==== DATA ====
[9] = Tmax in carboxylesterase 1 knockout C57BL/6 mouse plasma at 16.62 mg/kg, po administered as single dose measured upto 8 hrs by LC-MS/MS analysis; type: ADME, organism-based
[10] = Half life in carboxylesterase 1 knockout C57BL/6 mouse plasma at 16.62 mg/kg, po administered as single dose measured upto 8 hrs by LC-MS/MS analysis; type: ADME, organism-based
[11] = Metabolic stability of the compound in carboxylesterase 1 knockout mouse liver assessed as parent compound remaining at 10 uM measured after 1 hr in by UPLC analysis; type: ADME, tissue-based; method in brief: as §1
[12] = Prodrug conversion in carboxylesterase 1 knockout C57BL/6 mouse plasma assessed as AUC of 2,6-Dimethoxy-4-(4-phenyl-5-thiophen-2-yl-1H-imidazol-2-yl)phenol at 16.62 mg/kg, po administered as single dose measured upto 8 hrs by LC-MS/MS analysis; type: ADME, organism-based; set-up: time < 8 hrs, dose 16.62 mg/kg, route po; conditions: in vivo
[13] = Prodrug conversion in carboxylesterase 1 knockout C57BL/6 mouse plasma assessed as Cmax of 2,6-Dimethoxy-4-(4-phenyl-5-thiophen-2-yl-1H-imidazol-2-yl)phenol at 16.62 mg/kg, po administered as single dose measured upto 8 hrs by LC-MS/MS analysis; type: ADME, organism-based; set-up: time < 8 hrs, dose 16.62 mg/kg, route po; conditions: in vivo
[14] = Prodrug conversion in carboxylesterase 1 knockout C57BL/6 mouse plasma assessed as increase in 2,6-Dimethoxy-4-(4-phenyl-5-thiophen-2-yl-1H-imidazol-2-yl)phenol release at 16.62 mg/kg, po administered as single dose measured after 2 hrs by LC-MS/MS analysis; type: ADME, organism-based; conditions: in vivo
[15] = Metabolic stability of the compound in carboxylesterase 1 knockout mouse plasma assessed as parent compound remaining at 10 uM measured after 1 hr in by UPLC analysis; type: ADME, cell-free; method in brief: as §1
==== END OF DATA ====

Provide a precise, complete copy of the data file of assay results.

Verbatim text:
[9] = Tmax in carboxylesterase 1 knockout C57BL/6 mouse plasma at 16.62 mg/kg, po administered as single dose measured upto 8 hrs by LC-MS/MS analysis; type: ADME, organism-based
[10] = Half life in carboxylesterase 1 knockout C57BL/6 mouse plasma at 16.62 mg/kg, po administered as single dose measured upto 8 hrs by LC-MS/MS analysis; type: ADME, organism-based
[11] = Metabolic stability of the compound in carboxylesterase 1 knockout mouse liver assessed as parent compound remaining at 10 uM measured after 1 hr in by UPLC analysis; type: ADME, tissue-based; method in brief: as §1
[12] = Prodrug conversion in carboxylesterase 1 knockout C57BL/6 mouse plasma assessed as AUC of 2,6-Dimethoxy-4-(4-phenyl-5-thiophen-2-yl-1H-imidazol-2-yl)phenol at 16.62 mg/kg, po administered as single dose measured upto 8 hrs by LC-MS/MS analysis; type: ADME, organism-based; set-up: time < 8 hrs, dose 16.62 mg/kg, route po; conditions: in vivo
[13] = Prodrug conversion in carboxylesterase 1 knockout C57BL/6 mouse plasma assessed as Cmax of 2,6-Dimethoxy-4-(4-phenyl-5-thiophen-2-yl-1H-imidazol-2-yl)phenol at 16.62 mg/kg, po administered as single dose measured upto 8 hrs by LC-MS/MS analysis; type: ADME, organism-based; set-up: time < 8 hrs, dose 16.62 mg/kg, route po; conditions: in vivo
[14] = Prodrug conversion in carboxylesterase 1 knockout C57BL/6 mouse plasma assessed as increase in 2,6-Dimethoxy-4-(4-phenyl-5-thiophen-2-yl-1H-imidazol-2-yl)phenol release at 16.62 mg/kg, po administered as single dose measured after 2 hrs by LC-MS/MS analysis; type: ADME, organism-based; conditions: in vivo
[15] = Metabolic stability of the compound in carboxylesterase 1 knockout mouse plasma assessed as parent compound remaining at 10 uM measured after 1 hr in by UPLC analysis; type: ADME, cell-free; method in brief: as §1